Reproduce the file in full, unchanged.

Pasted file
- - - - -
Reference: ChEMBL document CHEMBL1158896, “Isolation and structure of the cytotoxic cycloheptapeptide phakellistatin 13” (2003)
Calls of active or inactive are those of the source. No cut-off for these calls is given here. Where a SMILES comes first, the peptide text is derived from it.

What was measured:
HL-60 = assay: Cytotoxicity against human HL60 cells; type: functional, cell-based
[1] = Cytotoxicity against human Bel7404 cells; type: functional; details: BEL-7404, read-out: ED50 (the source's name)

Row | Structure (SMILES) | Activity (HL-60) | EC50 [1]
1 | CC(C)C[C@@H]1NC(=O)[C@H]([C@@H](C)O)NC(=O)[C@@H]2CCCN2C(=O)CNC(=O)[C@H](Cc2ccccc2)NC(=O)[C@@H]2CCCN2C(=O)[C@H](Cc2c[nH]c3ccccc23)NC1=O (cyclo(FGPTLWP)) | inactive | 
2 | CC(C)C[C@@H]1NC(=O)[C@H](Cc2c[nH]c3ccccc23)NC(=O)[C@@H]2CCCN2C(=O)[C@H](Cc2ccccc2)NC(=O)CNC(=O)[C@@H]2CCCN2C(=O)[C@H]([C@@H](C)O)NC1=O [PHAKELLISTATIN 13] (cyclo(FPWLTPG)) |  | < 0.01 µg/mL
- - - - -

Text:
Reference: ChEMBL document CHEMBL1158896, “Isolation and structure of the cytotoxic cycloheptapeptide phakellistatin 13” (2003)
Calls of active or inactive are those of the source. No cut-off for these calls is given here. Where a SMILES comes first, the peptide text is derived from it.

What was measured:
HL-60 = assay: Cytotoxicity against human HL60 cells; type: functional, cell-based
[1] = Cytotoxicity against human Bel7404 cells; type: functional; details: BEL-7404, read-out: ED50 (the source's name)

Row | Structure (SMILES) | Activity (HL-60) | EC50 [1]
1 | CC(C)C[C@@H]1NC(=O)[C@H]([C@@H](C)O)NC(=O)[C@@H]2CCCN2C(=O)CNC(=O)[C@H](Cc2ccccc2)NC(=O)[C@@H]2CCCN2C(=O)[C@H](Cc2c[nH]c3ccccc23)NC1=O (cyclo(FGPTLWP)) | inactive | 
2 | CC(C)C[C@@H]1NC(=O)[C@H](Cc2c[nH]c3ccccc23)NC(=O)[C@@H]2CCCN2C(=O)[C@H](Cc2ccccc2)NC(=O)CNC(=O)[C@@H]2CCCN2C(=O)[C@H]([C@@H](C)O)NC1=O [PHAKELLISTATIN 13] (cyclo(FPWLTPG)) |  | < 0.01 µg/mL